Our goal for the NEH Summer Institute is to promote effective links among teachers, archaeological research and the cultures of the ancient Near East by bringing together world renowned archaeologists from North America to present the latest findings and thoughts on issues critical for understanding the history, geography, and religions of the Middle East. We want to reinvigorate you by putting ancient artifacts into your hands and offering new data. In our the weekly schedule, you can see details of our program.
Daily lectures and seminars will address how archaeologists work in the field, how artifacts are treated and interpreted, and how history is written. You will learn to evaluate the reconstruction of history presented in the literature. Hands-on activities at the Horn Archaeological Museum at Andrews University will allow you to touch the past while contemplating how to bring history alive for your students of the future.
Presentations by leading scholars will focus on the interplay between environmental and human factors in an area where early agrarian societies and the shift to sedentism occurred on the periphery of the major river valley cultures. It is a region that includes notable societies of the ancient Near East, known largely from texts as well as from the excavations of urban centers. In contrast, less is understood about the smaller towns and settlements in rural areas and the connections among sites of different categories, dimensions and functions.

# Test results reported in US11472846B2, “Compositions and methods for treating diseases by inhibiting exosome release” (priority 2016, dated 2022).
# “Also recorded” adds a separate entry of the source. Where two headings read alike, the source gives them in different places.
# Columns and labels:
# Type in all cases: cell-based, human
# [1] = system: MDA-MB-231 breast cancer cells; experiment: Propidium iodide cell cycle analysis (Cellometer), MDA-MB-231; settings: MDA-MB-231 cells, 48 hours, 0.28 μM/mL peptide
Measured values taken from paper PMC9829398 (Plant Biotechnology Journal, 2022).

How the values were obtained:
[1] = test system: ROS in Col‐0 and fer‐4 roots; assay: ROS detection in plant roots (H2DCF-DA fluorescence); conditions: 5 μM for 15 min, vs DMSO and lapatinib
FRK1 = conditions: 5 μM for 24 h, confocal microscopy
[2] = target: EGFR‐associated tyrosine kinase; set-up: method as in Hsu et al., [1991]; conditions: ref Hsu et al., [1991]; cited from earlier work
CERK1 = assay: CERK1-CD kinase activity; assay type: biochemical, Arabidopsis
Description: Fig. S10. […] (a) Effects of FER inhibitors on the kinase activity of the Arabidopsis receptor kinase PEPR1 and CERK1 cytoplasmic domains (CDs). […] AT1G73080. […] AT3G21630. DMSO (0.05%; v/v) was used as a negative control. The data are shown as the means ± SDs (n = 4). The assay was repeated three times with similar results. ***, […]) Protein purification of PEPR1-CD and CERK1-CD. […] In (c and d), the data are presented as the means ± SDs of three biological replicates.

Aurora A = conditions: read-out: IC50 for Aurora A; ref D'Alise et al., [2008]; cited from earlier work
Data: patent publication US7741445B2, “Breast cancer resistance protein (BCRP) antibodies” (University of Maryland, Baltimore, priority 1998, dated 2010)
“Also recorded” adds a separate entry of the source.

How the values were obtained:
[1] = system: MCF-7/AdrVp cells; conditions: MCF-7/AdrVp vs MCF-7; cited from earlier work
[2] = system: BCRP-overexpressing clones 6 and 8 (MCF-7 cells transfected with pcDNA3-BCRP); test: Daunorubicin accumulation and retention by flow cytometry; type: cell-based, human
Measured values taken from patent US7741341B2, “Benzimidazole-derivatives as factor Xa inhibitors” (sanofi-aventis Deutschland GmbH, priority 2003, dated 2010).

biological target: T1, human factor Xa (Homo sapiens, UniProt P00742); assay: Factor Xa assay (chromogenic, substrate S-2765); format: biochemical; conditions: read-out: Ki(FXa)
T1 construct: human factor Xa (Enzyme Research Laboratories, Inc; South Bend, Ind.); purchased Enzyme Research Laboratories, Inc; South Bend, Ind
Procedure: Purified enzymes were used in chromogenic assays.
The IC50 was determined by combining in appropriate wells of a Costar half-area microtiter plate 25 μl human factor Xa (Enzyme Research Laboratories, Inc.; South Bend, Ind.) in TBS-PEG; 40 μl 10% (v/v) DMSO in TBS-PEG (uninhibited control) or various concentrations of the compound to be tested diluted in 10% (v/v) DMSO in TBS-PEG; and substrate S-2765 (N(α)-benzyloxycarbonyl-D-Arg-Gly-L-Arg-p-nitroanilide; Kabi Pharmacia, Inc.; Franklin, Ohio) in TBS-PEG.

MADABA PLAINS PROJECT (MPP)Since 1968, the MPP has systematically surveyed and excavated sites of all types in central Jordan specifically to learn about the relationships among them. The Kings' Highway, a major artery in antiquity, passed close to Tall al-`Umayri, which marks one of the few permanent fresh water sources in the region. It is an ideal area to investigate the rise of civilization, complex societies, and trade routes. Who better to guide a tour of the settlement than the archaeologists currently excavating the site!
We can examine the changing relationship and interaction between town and hinterland over the past 5000 years. At times, small rural settlements dotted the landscape in contrast to phases when they became less prominent. It is this ebb and flow that fosters a more realistic perspective of life in antiquity rather than a reliance on urban centers or written sources. In addition, from this corner of the Middle East, we can investigate cultural diffusion in a region peripheral yet vital to the Mediterranean world.
Join us to assess, compare and integrate epigraphic and non-written data to address issues such as migration and diffusion theory, environmental impact, social change, and differentiate between historical facts and interpretations.
return to the home page of Gloria London
return to the NEH/TUTI home page